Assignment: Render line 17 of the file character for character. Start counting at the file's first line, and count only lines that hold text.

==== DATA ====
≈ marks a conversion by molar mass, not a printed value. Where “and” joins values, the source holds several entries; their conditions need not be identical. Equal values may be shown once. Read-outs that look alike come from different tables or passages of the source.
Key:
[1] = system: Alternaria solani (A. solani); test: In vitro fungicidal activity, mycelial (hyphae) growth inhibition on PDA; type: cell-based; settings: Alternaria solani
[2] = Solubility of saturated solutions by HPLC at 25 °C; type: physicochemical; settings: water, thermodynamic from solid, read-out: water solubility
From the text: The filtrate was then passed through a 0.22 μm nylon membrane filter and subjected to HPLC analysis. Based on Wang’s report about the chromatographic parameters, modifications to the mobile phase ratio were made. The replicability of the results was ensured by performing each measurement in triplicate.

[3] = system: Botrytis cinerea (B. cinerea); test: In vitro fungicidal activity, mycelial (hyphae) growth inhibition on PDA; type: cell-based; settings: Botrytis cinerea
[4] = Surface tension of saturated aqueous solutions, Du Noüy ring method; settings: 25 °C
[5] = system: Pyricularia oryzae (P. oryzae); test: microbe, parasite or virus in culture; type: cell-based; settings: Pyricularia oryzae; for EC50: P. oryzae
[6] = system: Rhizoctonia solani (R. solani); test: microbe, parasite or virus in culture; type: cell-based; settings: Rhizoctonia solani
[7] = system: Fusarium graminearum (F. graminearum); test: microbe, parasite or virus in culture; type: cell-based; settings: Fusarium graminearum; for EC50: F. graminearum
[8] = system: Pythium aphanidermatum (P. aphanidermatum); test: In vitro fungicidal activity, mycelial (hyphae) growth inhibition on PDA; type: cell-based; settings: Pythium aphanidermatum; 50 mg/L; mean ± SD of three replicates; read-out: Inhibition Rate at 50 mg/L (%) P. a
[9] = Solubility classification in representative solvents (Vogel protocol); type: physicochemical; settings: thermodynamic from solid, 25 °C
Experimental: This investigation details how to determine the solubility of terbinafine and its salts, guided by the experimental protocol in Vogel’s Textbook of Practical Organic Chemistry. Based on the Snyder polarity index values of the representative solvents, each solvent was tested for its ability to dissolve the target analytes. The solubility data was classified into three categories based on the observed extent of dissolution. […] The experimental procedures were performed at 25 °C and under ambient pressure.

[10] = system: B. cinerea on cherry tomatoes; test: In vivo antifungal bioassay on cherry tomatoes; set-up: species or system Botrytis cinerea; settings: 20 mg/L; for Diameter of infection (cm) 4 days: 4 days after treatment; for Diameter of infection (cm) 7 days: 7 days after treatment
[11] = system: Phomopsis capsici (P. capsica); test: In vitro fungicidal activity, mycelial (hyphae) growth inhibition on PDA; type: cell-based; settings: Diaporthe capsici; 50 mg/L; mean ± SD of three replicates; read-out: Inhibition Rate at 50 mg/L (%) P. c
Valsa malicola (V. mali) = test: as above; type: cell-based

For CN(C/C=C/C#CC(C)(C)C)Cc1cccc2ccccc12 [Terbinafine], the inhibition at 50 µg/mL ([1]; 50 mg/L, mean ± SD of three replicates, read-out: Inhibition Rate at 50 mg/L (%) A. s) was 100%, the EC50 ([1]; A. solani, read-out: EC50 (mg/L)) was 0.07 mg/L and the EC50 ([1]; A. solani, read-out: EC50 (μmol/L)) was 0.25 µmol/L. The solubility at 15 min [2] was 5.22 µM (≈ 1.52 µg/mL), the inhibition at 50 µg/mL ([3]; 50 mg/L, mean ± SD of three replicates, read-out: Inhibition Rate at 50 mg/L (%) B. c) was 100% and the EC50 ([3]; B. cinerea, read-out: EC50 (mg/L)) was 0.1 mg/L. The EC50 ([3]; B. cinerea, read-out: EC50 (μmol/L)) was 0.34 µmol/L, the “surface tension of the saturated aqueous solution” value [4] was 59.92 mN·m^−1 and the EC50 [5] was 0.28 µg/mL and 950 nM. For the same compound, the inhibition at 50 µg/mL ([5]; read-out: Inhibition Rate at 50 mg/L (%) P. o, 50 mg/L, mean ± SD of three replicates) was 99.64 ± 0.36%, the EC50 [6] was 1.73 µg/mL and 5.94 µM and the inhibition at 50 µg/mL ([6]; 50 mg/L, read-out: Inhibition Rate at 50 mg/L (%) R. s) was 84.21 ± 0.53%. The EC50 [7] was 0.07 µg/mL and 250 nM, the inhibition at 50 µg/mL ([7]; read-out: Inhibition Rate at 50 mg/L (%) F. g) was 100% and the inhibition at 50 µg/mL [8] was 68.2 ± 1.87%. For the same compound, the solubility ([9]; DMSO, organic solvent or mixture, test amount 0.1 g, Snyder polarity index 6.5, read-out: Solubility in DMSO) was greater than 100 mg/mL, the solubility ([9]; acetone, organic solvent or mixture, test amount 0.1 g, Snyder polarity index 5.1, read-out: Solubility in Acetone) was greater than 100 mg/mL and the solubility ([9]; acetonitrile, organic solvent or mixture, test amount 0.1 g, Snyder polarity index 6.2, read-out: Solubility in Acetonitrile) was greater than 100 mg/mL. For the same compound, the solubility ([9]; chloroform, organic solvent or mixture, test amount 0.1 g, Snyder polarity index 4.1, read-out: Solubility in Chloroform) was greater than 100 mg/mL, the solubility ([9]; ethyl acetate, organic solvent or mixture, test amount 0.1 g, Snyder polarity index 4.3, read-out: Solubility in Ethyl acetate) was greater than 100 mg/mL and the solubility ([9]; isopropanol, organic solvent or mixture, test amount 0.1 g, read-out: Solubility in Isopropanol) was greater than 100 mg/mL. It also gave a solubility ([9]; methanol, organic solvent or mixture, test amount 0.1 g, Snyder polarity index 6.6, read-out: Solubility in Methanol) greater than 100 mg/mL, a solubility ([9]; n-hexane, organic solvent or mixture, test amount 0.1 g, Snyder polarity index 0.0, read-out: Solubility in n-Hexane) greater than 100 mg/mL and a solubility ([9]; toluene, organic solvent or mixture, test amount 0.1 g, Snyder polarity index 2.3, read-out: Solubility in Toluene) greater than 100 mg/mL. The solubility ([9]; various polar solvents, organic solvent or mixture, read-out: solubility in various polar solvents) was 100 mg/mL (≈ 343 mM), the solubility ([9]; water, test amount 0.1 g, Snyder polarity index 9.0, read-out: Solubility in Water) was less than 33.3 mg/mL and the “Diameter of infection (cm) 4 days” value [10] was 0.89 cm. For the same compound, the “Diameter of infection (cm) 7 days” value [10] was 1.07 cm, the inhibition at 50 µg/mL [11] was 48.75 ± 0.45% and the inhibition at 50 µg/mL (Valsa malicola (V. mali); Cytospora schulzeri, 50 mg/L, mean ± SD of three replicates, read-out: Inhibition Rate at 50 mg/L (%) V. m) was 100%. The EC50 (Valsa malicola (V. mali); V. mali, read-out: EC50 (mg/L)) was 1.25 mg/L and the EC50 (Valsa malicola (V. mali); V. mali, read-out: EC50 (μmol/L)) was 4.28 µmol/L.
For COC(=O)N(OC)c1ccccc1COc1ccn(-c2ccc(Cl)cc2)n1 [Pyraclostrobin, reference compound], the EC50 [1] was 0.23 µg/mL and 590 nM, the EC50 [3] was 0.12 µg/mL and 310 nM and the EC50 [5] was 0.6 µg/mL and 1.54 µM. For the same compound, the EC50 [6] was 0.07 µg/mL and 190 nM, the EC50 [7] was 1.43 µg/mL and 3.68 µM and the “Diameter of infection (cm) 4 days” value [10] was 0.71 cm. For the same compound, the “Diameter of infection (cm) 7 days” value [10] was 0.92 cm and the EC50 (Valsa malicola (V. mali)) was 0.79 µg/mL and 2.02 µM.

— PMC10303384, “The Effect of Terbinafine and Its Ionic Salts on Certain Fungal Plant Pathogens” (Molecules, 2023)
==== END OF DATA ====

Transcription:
For CN(C/C=C/C#CC(C)(C)C)Cc1cccc2ccccc12 [Terbinafine], the inhibition at 50 µg/mL ([1]; 50 mg/L, mean ± SD of three replicates, read-out: Inhibition Rate at 50 mg/L (%) A. s) was 100%, the EC50 ([1]; A. solani, read-out: EC50 (mg/L)) was 0.07 mg/L and the EC50 ([1]; A. solani, read-out: EC50 (μmol/L)) was 0.25 µmol/L. The solubility at 15 min [2] was 5.22 µM (≈ 1.52 µg/mL), the inhibition at 50 µg/mL ([3]; 50 mg/L, mean ± SD of three replicates, read-out: Inhibition Rate at 50 mg/L (%) B. c) was 100% and the EC50 ([3]; B. cinerea, read-out: EC50 (mg/L)) was 0.1 mg/L. The EC50 ([3]; B. cinerea, read-out: EC50 (μmol/L)) was 0.34 µmol/L, the “surface tension of the saturated aqueous solution” value [4] was 59.92 mN·m^−1 and the EC50 [5] was 0.28 µg/mL and 950 nM. For the same compound, the inhibition at 50 µg/mL ([5]; read-out: Inhibition Rate at 50 mg/L (%) P. o, 50 mg/L, mean ± SD of three replicates) was 99.64 ± 0.36%, the EC50 [6] was 1.73 µg/mL and 5.94 µM and the inhibition at 50 µg/mL ([6]; 50 mg/L, read-out: Inhibition Rate at 50 mg/L (%) R. s) was 84.21 ± 0.53%. The EC50 [7] was 0.07 µg/mL and 250 nM, the inhibition at 50 µg/mL ([7]; read-out: Inhibition Rate at 50 mg/L (%) F. g) was 100% and the inhibition at 50 µg/mL [8] was 68.2 ± 1.87%. For the same compound, the solubility ([9]; DMSO, organic solvent or mixture, test amount 0.1 g, Snyder polarity index 6.5, read-out: Solubility in DMSO) was greater than 100 mg/mL, the solubility ([9]; acetone, organic solvent or mixture, test amount 0.1 g, Snyder polarity index 5.1, read-out: Solubility in Acetone) was greater than 100 mg/mL and the solubility ([9]; acetonitrile, organic solvent or mixture, test amount 0.1 g, Snyder polarity index 6.2, read-out: Solubility in Acetonitrile) was greater than 100 mg/mL. For the same compound, the solubility ([9]; chloroform, organic solvent or mixture, test amount 0.1 g, Snyder polarity index 4.1, read-out: Solubility in Chloroform) was greater than 100 mg/mL, the solubility ([9]; ethyl acetate, organic solvent or mixture, test amount 0.1 g, Snyder polarity index 4.3, read-out: Solubility in Ethyl acetate) was greater than 100 mg/mL and the solubility ([9]; isopropanol, organic solvent or mixture, test amount 0.1 g, read-out: Solubility in Isopropanol) was greater than 100 mg/mL. It also gave a solubility ([9]; methanol, organic solvent or mixture, test amount 0.1 g, Snyder polarity index 6.6, read-out: Solubility in Methanol) greater than 100 mg/mL, a solubility ([9]; n-hexane, organic solvent or mixture, test amount 0.1 g, Snyder polarity index 0.0, read-out: Solubility in n-Hexane) greater than 100 mg/mL and a solubility ([9]; toluene, organic solvent or mixture, test amount 0.1 g, Snyder polarity index 2.3, read-out: Solubility in Toluene) greater than 100 mg/mL. The solubility ([9]; various polar solvents, organic solvent or mixture, read-out: solubility in various polar solvents) was 100 mg/mL (≈ 343 mM), the solubility ([9]; water, test amount 0.1 g, Snyder polarity index 9.0, read-out: Solubility in Water) was less than 33.3 mg/mL and the “Diameter of infection (cm) 4 days” value [10] was 0.89 cm. For the same compound, the “Diameter of infection (cm) 7 days” value [10] was 1.07 cm, the inhibition at 50 µg/mL [11] was 48.75 ± 0.45% and the inhibition at 50 µg/mL (Valsa malicola (V. mali); Cytospora schulzeri, 50 mg/L, mean ± SD of three replicates, read-out: Inhibition Rate at 50 mg/L (%) V. m) was 100%. The EC50 (Valsa malicola (V. mali); V. mali, read-out: EC50 (mg/L)) was 1.25 mg/L and the EC50 (Valsa malicola (V. mali); V. mali, read-out: EC50 (μmol/L)) was 4.28 µmol/L.